The following databases will be searched from inception: Ovid Medline, Ovid Embase, Cumulated Index to Nursing and Allied Health Literature and Ovid PsycINFO. Any study in which the authors have used qualitative interviewing or focus group methods to explore the perceptions and experiences of people with RMDs who live with foot and ankle disorders will be eligible for inclusion. Conference abstracts, review articles and articles not written in English will be excluded. Relevant systematic reviews will be screened to ensure no studies meeting the scoping review inclusion criteria are missed.

Data extraction

Two reviewers will independently assess all studies for inclusion. Titles and abstracts will be screened, followed by full papers. Any disputes will be settled by a third independent reviewer. The following data will be extracted: study details (authors, year of publication), design, participants (demographic characteristics, number, type of foot and ankle disorder, time of RMD) setting (country), data collection method (e.g. focus group, semi-structured interview), data analysis method (e.g. thematic analysis, grounded theory), approach to data analysis (e.g. inductive or deductive coding of themes) and study findings (including themes, subthemes and supporting quotes). Two authors will independently assess the quality of the included studies using the Critical Appraisal Skills Programme (CASP) Qualitative Studies Checklist ( A summary table detailing the presence or absence of the components of each CASP question will be produced. Any disagreements during screening or data extraction will be resolved via discussion or through inclusion of a third author. The CASP checklist does not have a scoring method and therefore a narrative summary of the quality of the individual included studies will be provided.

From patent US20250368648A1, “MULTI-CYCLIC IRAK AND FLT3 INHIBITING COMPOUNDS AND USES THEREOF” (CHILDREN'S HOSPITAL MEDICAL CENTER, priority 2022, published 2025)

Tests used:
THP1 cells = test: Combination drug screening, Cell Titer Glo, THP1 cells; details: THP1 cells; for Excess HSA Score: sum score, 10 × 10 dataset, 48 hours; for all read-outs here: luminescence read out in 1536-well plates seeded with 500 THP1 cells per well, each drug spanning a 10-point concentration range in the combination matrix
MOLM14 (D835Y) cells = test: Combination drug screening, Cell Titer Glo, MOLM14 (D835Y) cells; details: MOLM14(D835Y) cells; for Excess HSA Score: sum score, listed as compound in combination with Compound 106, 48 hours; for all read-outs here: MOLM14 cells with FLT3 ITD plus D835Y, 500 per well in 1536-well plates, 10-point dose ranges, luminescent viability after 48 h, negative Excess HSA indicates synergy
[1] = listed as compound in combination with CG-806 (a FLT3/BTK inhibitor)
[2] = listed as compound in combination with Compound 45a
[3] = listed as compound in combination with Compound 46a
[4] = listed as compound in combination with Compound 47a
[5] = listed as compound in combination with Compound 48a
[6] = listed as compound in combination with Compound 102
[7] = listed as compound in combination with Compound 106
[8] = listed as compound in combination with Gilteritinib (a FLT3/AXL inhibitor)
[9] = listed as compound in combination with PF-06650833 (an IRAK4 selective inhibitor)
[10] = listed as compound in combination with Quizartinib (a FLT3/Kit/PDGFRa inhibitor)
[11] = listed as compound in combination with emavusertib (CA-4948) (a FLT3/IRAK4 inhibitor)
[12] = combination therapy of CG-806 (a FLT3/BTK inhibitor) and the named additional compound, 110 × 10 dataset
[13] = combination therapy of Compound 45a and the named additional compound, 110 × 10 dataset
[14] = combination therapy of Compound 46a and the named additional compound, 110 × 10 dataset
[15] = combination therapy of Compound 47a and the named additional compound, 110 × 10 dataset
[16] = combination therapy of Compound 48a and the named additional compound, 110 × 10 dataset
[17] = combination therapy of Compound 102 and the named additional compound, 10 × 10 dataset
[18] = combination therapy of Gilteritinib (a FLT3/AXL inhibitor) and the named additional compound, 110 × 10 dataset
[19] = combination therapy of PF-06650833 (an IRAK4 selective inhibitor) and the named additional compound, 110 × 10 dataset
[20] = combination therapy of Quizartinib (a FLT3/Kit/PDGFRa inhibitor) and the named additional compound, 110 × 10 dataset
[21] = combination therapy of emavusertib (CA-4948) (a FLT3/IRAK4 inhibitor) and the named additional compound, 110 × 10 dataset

A thematic synthesis approach will be undertaken [44]. Two reviewers will code the text ‘line-by-line’, develop ‘descriptive themes’ and generate ‘analytical themes’ to identify outcome domains of importance. The two reviewers will independently assess the confidence in the findings of the thematic synthesis using the GRADE-CERQual approach [45]. Key review findings, confidence judgements for each finding and an explanation of each judgement, will be presented in a Summary of Qualitative Findings table. Outcome domains will be added to the OMERACT framework results from phase 1a. Members of the steering committee will be invited to a meeting to provide feedback on the classification of outcome domains and to facilitate further refinement and amalgamation of domains. Findings from both reviews and a preliminary domain framework will be presented and discussed with the OMERACT Foot and Ankle Working Group and with the wider OMERACT community during OMERACT Special Interest Group (SIG) meetings in 2022 and 2023, respectively.